Wednesday, November 16, 2005

A good journalist shield, but is it worth it?

Massachusetts is currently chewing on a shield bill I actually like.

While debating Dan Kennedy by email, he noted that I fell into a trap by asking the question "who is a journalist" as opposed to "what is journalism."

"I think it makes much more sense to define 'journalism,'" he wrote. "Lisa Williams [of] is not a journalist, but she's producing journalism."

I wasn't quite sure what he meant, as I couldn't imagine the courts trying to define what, exactly, qualified as journalism. But the law currently proposed in Massachusetts comes closest. Dan has the text as a pdf.

(1) COVERED PERSON- The term `covered person' means a person
(A) engages in the gathering of news or information; and
(B) has the intent, at the beginning of the process of gathering
news or information, to disseminate the news or information to the
(2) NEWS OR INFORMATION- The term `news or information' means
written, oral, pictorial, photographic, or electronically recorded
information or communication concerning local, national, or worldwide
events, or other matters.
(3) NEWS MEDIA- The term `the news media' means--
(A) a newspaper;
(B) a magazine;
(C) a journal or other periodical;
(D) radio;
(E) television;
(F) any means of disseminating news or information gathered by
press associations, news agencies, or wire services (including
dissemination to the news media described in subparagraphs (A)
through (E)); or
(G) any printed, photographic, mechanical, or electronic means of
disseminating news or information to the public.
There are quite a few interesting definitions in this. Not the least of which is 1B. I like that it talks about whether you had the "intent" of disseminating news or information to the public. So basically, if you asked questions and collected data with the intent of telling others in some public way, then you have, in fact, practiced journalism. It doesn't matter if you are Brazenberg's "lonely pamphleteer" or David Boeri at Newcenter 5 (one of the most creative writers on local TV), your protection is the same.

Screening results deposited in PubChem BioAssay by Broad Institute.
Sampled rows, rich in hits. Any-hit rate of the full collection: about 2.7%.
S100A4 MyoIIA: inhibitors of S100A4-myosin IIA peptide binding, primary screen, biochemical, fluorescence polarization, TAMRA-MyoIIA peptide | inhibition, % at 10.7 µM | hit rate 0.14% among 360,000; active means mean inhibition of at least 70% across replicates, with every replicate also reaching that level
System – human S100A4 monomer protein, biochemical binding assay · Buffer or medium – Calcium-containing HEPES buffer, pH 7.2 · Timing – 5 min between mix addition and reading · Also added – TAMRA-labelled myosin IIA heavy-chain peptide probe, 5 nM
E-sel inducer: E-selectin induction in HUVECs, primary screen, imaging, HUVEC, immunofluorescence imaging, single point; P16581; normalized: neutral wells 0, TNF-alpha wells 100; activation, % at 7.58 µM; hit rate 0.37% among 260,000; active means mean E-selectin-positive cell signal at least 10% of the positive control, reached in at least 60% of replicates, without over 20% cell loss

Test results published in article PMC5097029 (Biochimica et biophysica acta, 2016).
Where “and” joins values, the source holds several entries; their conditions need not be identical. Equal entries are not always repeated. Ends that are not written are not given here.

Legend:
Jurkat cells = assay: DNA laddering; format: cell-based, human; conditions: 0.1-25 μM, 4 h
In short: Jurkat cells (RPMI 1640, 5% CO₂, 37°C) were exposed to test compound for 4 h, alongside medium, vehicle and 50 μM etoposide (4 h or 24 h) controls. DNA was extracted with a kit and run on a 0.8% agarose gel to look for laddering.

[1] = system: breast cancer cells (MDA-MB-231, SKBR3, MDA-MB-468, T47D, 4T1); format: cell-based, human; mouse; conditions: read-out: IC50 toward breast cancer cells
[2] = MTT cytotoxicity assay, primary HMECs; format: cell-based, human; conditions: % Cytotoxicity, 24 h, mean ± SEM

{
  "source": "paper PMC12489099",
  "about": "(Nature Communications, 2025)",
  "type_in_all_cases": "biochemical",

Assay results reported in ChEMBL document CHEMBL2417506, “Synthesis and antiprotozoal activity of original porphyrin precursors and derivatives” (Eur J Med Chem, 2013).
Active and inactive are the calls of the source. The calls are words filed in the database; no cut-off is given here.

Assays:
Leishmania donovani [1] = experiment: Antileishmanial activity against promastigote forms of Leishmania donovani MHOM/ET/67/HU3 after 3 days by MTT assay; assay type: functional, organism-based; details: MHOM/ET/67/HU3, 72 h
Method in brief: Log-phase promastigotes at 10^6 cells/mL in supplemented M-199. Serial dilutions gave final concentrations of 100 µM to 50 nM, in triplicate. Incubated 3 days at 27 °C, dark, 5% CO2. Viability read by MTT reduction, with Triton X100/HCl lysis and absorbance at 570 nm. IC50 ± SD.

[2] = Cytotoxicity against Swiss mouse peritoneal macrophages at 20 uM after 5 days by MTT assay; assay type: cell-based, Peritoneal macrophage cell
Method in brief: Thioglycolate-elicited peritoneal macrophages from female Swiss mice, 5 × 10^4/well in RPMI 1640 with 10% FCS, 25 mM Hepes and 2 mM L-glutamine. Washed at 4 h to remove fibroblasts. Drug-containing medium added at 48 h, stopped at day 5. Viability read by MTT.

Frankly, this may also protect PR people, but I don't want to get into that now.

Tuesday night at a roundtable on the subject at Northeastern University I heard some interesting things. But what worries me is the reason that journalists are supporting this law: fear. I heard over and over again panelists such as Shelley Murphy of the Boston Globe and Charlie Kravetz of NECN talk about the changing climate of distrust people have for the media and how it's become easier for judges and lawyers to come after reporters to ask for their information. This is entirely a defensive measure.

"The lack of regard of how the public holds journalists reflects in the courts," Kravetz noted. As the person who spearheaded the group that proposed the bill he also led the discussion.

As Bill Kirtz, the lone dissenter on the dias, pointed out many times, the first amendment should be enough to protect journalists. He went on to say that such a law, or lack thereof, doesn't affect the quality of journalism and that investigative reporting hasn't suffered since Branzenberg struck down the reporter's privalege. He concluded with a noncommital waving of the hand, saying "it's not going to hurt, so it's OK."